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THE BECKWITH STRING QUARTET : ARTHUR BECKWITH (1st Violin) PIERRE E. TAS (2nd Violin) ARTHUR BLAKEMORE (Viola) ANTHONY PINI (Violoncello) DORA STEVENS (Soprano) IN Mozart's day, musicians were patronized by nobility and by wealthy persons. Sometimes the patronage was condescending and haughty; at times the patron treated the artist as a servant-almost as a menial. Not all patrons were boors, however ; sometimes they were both gentlemen and artists.
Mozart experienced both kinds of masters. One of his influential patrons, happily of the latter type, was the King of Prussia, who was a 'Cellist and liked playing in Quartets. When, in the spring of 1789, Mozart was staying at Berlin and attending the King's private concerts, the monarch commissioned him to write several works, of which this Quartet in B Flat was one. The commission was very useful, for Mozart at that time was in poor circumstances. For the first Quartet he is said to have received a hundred gold pieces and a valuable gold snuffbox. Of course, ho gave the King a good 'Cello part to play-plenty of solo bits, high up in the treble, where lie could shine.
This work illustrates that point very well. It is in four Movements, and contains nothing very deep, but is full of grace and good tunes. MISS CLARKE, a pupil of Sir Charles Stanford at the Royal College of Music, took up, on his advice, the Viola. For this instrument she has written some striking music. Her Sonata for Viola and Piano was selected as one of two pieces adjudged the best, in a competition organized by Mrs. Coolidge, an American putron of music, in 1019 ; and in a similar competition in 1921 a Trio for Piano, Violin and 'Cello had a like success. THE Bohemians have shown very special musical characteristics, and are almost a race of string-instrument players. The first real Bohemian composer of the highest rank was Frederick Smetana (1824-1884). He was a Pianist and a Conductor also. He suffered the same fate as Beethoven, gradually becoming deaf, and this gave the same note of tragedy to his later life. though (still like Beethoven) he was not overwhelmed by it, and continued composition. Nevertheless, his mind was gradually affected by his affliction.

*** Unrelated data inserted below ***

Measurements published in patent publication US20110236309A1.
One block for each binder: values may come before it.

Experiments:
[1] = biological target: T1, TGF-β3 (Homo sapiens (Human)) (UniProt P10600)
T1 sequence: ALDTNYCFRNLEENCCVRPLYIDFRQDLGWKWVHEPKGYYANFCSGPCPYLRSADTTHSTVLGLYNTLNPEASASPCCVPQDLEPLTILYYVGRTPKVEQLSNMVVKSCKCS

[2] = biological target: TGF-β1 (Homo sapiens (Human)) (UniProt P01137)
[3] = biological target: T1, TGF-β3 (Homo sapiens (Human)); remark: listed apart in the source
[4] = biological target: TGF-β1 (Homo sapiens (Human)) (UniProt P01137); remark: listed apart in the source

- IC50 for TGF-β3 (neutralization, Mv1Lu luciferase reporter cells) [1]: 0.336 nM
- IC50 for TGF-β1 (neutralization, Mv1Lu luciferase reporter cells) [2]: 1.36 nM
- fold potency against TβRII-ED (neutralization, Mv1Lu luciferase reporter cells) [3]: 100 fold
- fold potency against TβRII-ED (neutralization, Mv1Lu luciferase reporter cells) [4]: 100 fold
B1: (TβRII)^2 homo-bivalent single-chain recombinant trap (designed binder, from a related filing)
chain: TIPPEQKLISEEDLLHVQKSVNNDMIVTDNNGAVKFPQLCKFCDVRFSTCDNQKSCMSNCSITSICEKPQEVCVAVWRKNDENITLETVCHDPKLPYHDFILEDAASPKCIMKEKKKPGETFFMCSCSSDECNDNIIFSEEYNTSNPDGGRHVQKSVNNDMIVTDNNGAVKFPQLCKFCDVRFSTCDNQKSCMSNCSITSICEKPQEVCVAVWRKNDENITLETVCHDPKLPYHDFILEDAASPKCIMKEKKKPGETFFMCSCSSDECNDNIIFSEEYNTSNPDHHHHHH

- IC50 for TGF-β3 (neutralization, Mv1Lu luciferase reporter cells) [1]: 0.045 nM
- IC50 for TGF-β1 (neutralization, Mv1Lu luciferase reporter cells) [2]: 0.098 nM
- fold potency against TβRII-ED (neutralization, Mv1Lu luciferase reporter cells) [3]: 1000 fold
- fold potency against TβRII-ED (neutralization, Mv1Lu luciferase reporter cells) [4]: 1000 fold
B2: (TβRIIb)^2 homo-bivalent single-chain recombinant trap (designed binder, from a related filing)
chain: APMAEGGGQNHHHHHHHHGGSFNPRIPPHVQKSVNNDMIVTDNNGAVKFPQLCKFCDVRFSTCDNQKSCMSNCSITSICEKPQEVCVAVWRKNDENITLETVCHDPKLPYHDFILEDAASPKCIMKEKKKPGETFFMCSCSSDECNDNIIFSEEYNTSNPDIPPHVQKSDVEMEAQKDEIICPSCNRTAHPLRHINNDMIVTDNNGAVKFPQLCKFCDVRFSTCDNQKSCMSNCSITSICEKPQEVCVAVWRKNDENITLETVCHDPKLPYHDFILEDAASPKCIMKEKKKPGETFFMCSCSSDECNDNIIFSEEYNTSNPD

This Quartet, From My Life, is unusual in that it is the application to Chamber Music of the musical expression of definite ideas. S etana himself said of it, ' For me, the form of composition fashions itself according to the subject. And it is thus that the Quartet has taken its form. I wished to depict the course of my life in sounds.' The Quartet consists of four separate Movements. The following notes are based on Smetana's own detailed description of the work. This seems the best place to quote the end of his description : ' Such is something of the intention of this composition, which is in some sort a private work, and for that reason is written for four instruments, which, in a little intimate circle, may talk among themselves of that which affects me so deeply.'
First Movement.-Smetana says that this expresses ' the love of art of my youth, the in. expressible desire of something which I could not define or represent to myself precisely; and also a sort of foreboding of my future misfortune.'
Second Movement.-This is in the style of a Polka, and, says the Composer, ' brings memories of tho gaiety of my early years, when I wrote dance-music and gave it unstintingly to youth, known myself to have a passion for dancing.'
In the middle section he presents his memories of the aristocratic circles in which ho moved for some years.
' The Third Movement recalls the blessedness of my first love for a young girl who later became my faithful wife.'
In the Last Movement we have, says Smetana, ' the discovery of the method of treating national material in music; the joy of tho result, interrupted by the catastrophe which undermined my life, the beginning of my deafness. Forecast of my gloomy future : a little ray of hope for recovery, but, at the recollection of all that the opening of my career promised, a despairing thought all the same.'
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